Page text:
S'pore prayer offerings shop distributes coupons with image of Yusof Ishak resembling God of Fortune

Hungry Ghost Festival coming soon.

Ashley Tan | August 14, 2020, 08:18 PM

The seventh lunar month is fast approaching, and some stores catering to Buddhist and Taoists devotees have taken to ramping up sales through the distribution of vouchers or coupons.

A local store selling prayer offerings, however, drew some flak online for the design of its coupons.

Yusof Ishak transformed

Goldpaper.sg, an online store which sells joss sticks, incense and prayer offerings, had been handing out its coupons with a promo code for the store's prayer offerings packages at Waterway Point recently.

Photo from Zulkarnain Sadali / FB

According to Lianhe Wanbao, a person dressed up as a ghost in Chinese lore was spotted.

As seen in photos posted online, one side of the coupon resembled a S$10 Singapore banknote.

The coupon had the store's logo displayed on it, and stated "Xingapore" instead of "Singapore".

One rather stark difference however, was the doctored image of former Singapore president Yusof Ishak on the coupon.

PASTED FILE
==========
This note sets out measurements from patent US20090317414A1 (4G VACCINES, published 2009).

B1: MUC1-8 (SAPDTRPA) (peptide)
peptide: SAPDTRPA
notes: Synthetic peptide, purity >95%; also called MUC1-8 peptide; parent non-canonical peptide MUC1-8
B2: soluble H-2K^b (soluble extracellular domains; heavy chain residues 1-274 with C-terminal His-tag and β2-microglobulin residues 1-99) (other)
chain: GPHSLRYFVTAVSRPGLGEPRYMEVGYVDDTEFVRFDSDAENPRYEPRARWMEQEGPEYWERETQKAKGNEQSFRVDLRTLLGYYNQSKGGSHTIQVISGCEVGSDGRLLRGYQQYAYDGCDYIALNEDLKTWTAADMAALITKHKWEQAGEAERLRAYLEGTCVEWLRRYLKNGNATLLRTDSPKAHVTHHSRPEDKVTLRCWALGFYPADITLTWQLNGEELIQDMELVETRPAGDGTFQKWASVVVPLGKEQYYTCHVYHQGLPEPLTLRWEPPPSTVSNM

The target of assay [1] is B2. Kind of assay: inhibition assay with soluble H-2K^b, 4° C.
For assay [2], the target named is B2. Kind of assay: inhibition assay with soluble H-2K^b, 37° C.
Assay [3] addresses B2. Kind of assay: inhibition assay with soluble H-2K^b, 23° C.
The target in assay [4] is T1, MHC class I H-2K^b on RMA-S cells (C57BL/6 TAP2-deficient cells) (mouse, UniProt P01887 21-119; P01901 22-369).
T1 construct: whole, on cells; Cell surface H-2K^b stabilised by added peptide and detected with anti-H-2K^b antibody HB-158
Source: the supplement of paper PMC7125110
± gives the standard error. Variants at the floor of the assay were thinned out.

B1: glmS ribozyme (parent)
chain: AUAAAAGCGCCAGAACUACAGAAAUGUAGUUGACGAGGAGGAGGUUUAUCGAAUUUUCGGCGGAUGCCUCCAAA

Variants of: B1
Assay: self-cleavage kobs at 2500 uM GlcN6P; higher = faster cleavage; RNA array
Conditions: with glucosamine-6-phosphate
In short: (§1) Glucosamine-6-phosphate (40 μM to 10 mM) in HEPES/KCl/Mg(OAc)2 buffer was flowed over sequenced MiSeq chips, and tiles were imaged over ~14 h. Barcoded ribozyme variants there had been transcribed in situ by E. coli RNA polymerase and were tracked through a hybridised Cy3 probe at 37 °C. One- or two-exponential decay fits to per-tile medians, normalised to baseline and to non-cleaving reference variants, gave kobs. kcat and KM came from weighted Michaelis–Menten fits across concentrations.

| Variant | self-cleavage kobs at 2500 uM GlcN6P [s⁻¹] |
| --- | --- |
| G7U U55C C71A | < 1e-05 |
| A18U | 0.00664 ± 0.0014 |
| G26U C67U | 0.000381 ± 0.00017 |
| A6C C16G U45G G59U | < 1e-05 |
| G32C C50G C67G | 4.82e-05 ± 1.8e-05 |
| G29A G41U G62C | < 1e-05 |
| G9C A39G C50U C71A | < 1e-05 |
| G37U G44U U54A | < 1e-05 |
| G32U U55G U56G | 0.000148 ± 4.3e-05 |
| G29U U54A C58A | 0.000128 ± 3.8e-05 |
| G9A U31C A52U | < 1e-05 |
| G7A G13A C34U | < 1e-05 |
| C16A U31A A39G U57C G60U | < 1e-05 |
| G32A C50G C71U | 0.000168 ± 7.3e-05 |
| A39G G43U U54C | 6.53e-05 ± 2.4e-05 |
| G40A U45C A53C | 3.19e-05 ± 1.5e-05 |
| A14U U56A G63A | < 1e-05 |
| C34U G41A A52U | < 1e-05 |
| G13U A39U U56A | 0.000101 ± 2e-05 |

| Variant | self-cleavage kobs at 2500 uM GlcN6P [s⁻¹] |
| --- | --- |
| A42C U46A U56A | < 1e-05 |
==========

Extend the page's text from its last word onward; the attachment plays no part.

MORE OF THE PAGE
A long moustache and beard, with ancient Chinese headgear had been added to transform the man's visage into what appears to be the mythological figure, the God of Fortune.

Photo from Zulkarnain Sadali / FB

Store stopped distributing coupons

The coupons have since rankled some netizens, with one user finding it "racially offensive".

Following the response to the coupons, the shop was reportedly informed on Aug. 12 to cease its distribution.

The 36-year-old owner of the shop told Lianhe Wanbao that the coupons were merely for publicity, and that there was no malicious intent behind it.

The design, the owner said, was a means to draw the attention of younger people who are more unfamiliar with the traditions of the Hungry Ghost Festival.

He added that the coupons were printed by the store themselves, and that the material of the coupons was different from the ones used for Singapore's banknotes.

He emphasised that it was not his intention to "mutilate" the currency.

According to the Monetary Authority of Singapore, reproduction of currency images does not require the agency's permission if it is done for illustrations on currency-receiving machines, or as an advertisement or publication for education, or in news or factual reports.

MAS also states that the reproduction of currency should not distort images of the president or any national symbol.

Top photo from Zulkarnain Sadali / FB